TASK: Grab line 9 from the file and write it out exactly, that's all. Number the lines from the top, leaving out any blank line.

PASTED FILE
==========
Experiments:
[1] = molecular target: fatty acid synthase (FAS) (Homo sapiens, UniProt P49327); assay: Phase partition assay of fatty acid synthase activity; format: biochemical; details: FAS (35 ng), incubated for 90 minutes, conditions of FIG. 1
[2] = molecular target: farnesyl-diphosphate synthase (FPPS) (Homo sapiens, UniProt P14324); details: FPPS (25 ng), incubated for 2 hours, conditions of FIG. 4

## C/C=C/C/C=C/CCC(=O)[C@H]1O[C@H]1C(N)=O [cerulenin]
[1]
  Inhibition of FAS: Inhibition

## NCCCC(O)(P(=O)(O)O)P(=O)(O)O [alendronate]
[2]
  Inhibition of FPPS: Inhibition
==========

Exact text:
  Inhibition of FPPS: Inhibition